A Graven Image

DS: How were you wrong?

X: In terms of this big truth he was going to show us, we figured out pretty quick that all he wanted to do was make everyone feel bad and hurt our feelings by calling us all liars.  The first hint of it we got was when someone asked him about the “perfect” video game.  They wanted to know how you’d go about making it.  And he said to them, “The perfect video game is within.” (Eyes widen in mock shock.)  Did it piss everyone off?  Better believe it!  He was implying that video games, like any art form, are entirely subjective.  It was a slap in the face to the “objective numerical scoring” community.

X (continued): Then things got… weird.  During lunch one day, he decides to snub the code monkeys and the graphic designers, and he sits with the PR [public relations] people.  We asked him what was up, and he says, “I did not come for the geeks and the nerds, but for the technologically illiterate.”  That got out, and before you know it, all the nerds turned against him.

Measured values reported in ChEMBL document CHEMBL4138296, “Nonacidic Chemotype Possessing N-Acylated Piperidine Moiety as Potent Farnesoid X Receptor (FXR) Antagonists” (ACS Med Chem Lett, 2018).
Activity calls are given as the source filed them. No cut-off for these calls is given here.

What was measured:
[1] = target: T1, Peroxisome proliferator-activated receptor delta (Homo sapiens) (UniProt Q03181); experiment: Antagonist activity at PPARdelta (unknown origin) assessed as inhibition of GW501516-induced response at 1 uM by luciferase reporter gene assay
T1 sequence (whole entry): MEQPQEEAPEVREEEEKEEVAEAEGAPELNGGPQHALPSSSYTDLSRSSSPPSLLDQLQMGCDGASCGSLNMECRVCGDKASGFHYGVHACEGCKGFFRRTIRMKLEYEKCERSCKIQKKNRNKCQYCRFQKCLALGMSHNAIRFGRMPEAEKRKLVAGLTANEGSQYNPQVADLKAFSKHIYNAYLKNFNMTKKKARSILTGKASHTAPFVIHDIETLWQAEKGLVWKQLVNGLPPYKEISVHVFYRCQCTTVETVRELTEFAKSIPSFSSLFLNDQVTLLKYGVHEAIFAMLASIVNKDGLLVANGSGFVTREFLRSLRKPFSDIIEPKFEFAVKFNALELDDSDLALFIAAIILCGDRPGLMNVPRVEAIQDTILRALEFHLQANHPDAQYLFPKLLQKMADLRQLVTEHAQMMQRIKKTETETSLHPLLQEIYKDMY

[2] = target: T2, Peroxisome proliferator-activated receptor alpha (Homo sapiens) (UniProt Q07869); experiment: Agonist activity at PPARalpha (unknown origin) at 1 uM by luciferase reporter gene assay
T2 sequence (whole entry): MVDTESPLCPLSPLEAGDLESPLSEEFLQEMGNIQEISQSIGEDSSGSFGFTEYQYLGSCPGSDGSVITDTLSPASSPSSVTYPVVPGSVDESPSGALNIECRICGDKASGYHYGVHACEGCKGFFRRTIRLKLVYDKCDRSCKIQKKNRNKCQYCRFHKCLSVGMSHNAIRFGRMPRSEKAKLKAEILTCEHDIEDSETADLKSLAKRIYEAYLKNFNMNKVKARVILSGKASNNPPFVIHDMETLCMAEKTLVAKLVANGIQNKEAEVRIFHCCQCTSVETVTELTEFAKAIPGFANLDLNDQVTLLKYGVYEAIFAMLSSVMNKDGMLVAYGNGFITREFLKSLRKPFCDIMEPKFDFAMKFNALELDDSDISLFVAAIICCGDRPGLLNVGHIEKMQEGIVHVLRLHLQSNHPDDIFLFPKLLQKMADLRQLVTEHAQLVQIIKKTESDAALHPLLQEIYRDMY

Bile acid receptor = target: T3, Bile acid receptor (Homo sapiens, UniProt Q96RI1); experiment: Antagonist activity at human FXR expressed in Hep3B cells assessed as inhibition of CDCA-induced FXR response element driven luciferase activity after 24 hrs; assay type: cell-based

DS: And how was the game?

X: It was a racing game.  It was alright.

A Graven Image

DS: Just alright?

X (There is a long pause of at least four minutes.  It is obvious the producer is under great duress.): If a racing game could be described as a survival horror game, then that’s what Logos was.  It had the same sense of unease.  The feeling of scarcity.  There was always this nagging feeling that you were never quite going in the right direction.



Lex Talionis:
The Rule of Law
Anton Szandor LaVey

Not to be outdone by “establishment” religions and sales figures generated by Logos, Anton Lavey, creator of the world’s most hated religion, produced a game built around the philosophy of the social movement known as the Church of Satan.

The narrative that drives the open-world sandbox game is as follows: In the near future, crime is out of control due to scarcity and a weak economy, elected officials steal money and start wars with shocking regularity, and the common man’s philosophy of “forgive and forget” does nothing to stem the corruption.  “Keep working,” says the CEO of the Vatican, “and things will surely get better.”